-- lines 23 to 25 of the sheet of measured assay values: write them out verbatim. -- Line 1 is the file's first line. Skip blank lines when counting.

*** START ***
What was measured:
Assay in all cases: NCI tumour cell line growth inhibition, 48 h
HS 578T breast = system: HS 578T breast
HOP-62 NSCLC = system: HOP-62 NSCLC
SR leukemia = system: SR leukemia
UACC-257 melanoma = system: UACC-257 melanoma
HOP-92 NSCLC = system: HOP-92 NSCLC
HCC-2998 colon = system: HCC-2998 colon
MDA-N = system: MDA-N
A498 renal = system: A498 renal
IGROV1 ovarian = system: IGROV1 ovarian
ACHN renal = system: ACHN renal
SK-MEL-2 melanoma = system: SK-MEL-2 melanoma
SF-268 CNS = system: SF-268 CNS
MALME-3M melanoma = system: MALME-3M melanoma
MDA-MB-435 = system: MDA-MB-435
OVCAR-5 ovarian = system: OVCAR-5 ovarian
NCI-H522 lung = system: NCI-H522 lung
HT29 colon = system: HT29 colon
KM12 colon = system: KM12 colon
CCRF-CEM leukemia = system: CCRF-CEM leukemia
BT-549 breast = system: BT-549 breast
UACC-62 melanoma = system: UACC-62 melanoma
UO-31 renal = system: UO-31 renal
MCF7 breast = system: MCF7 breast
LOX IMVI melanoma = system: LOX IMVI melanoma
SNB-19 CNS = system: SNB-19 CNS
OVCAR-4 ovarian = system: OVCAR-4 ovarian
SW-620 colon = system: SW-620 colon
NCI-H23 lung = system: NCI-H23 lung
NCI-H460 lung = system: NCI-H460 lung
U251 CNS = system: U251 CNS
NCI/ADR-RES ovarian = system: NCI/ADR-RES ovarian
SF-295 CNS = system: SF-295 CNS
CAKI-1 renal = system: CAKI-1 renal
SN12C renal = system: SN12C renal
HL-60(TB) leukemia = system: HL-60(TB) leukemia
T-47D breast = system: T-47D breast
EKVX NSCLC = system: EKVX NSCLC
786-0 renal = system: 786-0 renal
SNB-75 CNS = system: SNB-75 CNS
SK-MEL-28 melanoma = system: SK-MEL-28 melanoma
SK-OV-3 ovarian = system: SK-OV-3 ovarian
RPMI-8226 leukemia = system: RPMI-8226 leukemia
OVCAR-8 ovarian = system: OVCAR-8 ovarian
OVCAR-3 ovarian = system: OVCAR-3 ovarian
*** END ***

UACC-62 melanoma = system: UACC-62 melanoma
UO-31 renal = system: UO-31 renal
MCF7 breast = system: MCF7 breast